Art Wars NFT Collection Accused Of Stealing Artwork Without Permission



The NFT collection “Art Wars” is under fire. To explain, some of the NFTs in the collection are based on existing artworks. As a matter of fact, British curator, artist and project creator Ben Moore held the first Art Wars exhibition in 2013. However, some of the artists behind those pieces claim that the NFT collection used their art without their permission.

Stormtrooper helmets are the base of both the NFTs and the real life art pieces of “Art Wars”. Credit: Art Wars Twitter

Art Wars NFT Collection May Face Lawsuit From Artists

1,138 NFTs dropped as part of the Art Wars collection. Evidently, around 100 of those derive from photographs of physical pieces from earlier exhibitions. The collection sold for a total of about 1600 ETH, about $7.3 million at the time of writing.

While there are no lawsuits at the present time, this could soon change. According to The Art Newspaper, intellectual property lawyer Jon Sharples is already representing some of the artists. He argues that Moore did not have license to create the NFTs as he did not own the original art. In addition, the artists are claiming that Art Wars did not attempt to get their blessing before selling the NFTs.

Significantly, the project is in fact removing the art of artists who opt out of the project. Indeed, the project had already done so before launching. Prior to release, Art Wars removed a piece based on the work of famed artist Damien Hirst, who himself launched an NFT art experiment earlier this year. In any case, Opensea has removed the collection from its site due to the artists’ complaints.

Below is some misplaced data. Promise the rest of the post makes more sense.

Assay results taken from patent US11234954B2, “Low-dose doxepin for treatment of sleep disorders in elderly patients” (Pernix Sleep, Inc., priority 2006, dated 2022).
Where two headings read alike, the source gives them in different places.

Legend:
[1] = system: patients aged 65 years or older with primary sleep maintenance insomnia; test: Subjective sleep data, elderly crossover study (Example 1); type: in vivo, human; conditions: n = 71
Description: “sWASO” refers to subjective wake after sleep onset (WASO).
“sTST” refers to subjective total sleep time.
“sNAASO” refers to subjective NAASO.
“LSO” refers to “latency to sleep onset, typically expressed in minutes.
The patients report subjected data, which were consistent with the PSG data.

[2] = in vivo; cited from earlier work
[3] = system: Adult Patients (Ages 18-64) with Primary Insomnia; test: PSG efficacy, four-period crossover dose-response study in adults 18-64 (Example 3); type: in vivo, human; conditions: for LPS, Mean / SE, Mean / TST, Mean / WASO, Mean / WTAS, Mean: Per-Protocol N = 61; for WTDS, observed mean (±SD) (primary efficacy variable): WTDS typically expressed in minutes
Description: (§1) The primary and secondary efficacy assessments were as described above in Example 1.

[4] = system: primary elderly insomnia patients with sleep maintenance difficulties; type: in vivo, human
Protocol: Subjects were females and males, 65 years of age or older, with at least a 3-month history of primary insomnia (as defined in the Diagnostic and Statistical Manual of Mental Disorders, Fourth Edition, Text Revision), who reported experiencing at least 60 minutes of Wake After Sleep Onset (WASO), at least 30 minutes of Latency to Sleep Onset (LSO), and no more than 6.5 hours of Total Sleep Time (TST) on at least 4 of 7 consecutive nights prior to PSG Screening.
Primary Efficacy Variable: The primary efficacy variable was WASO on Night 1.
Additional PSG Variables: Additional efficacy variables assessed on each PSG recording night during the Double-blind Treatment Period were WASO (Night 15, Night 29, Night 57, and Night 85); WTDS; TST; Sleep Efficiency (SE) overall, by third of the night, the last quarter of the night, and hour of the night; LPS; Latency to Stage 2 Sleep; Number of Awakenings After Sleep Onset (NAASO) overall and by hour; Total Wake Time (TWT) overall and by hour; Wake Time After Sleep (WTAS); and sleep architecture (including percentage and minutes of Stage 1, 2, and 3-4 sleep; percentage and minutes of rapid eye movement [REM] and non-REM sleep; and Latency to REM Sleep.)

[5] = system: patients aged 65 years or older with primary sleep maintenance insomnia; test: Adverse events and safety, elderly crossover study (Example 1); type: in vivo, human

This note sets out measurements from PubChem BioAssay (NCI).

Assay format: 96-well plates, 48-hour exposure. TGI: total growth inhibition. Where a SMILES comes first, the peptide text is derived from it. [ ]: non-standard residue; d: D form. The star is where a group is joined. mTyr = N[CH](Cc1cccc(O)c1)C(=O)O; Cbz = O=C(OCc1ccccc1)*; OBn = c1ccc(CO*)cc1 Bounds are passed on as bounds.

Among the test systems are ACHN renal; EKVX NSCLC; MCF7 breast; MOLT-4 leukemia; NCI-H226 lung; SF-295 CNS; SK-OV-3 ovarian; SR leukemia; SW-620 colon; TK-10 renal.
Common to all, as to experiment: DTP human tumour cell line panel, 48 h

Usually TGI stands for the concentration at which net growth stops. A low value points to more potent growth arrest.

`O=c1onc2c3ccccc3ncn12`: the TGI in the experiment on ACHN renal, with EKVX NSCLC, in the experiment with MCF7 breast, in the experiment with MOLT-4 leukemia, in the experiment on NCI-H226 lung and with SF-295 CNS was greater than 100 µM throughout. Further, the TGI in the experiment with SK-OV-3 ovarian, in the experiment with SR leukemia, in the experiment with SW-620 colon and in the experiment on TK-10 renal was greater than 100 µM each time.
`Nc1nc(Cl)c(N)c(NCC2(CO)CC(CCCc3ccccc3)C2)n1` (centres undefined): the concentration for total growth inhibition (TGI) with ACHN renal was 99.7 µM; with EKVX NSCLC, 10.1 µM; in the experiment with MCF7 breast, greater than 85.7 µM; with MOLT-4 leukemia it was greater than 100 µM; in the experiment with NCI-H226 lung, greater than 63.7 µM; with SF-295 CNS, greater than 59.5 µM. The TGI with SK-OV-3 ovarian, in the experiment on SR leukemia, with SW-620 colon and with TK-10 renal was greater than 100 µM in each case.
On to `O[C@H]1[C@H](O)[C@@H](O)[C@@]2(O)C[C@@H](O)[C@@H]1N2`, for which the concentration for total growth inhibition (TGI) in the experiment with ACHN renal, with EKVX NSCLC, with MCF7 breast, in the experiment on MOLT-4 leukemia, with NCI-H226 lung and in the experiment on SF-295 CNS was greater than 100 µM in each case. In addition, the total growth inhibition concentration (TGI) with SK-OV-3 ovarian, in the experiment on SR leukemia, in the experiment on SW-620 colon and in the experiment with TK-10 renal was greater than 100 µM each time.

Artist Damien Hirst had his work removed from the collection prior to launch. Credit: Andrew Russeth | Wikimedia Commons

Project Looks To Continue Despite Artist Challenges

As shown above, Ben Moore does not want the project to harm Art Wars’ relationship with its collaborators. Also speaking to The Art Newspaper, he expressed regret that the artists were unaware of the project before it launched. To this end, he added that Art Wars will respect the wishes of any artist who asks to not be included.

He also notes that the project has charity at its core. Specifically he highlights the fact that  Art Wars has donated proceeds of its exhibitions to the ‘Missing People’ charity since 2013. Similarly, the equivalent of around $40,000 from the NFT project is going to charity.

Undoubtedly these events are a challenge for the project. For one thing, its removal from Opensea alone is a major setback. Regardless, Moore suggests that Art Wars will release more NFTs in the future. Of course he adds that all artists involved will get royalties from the NFT sales.

Art Wars becomes the latest case in a series of issues around intellectual property law in NFTs. Credit: Nick Youngson | The Blue Diamond Gallery

Will We See More NFT Lawsuits In The Future?

In truth, there will likely be more projects to come facing similar issues to Art Wars. On account of how new the NFT space is there is a lot of grey area surrounding how IP and copyright laws affect NFT art.

There have already been a few high profile lawsuits, including one between Roc-A-Fella records and former label executive Damon Dash over NFTs connected to Jay Z’s debut album, “Reasonable Doubt”. Most recently, Miramax filed suit against Quentin Tarantino for copyright infringement over the latter’s proposed Pulp Fiction NFT collection.

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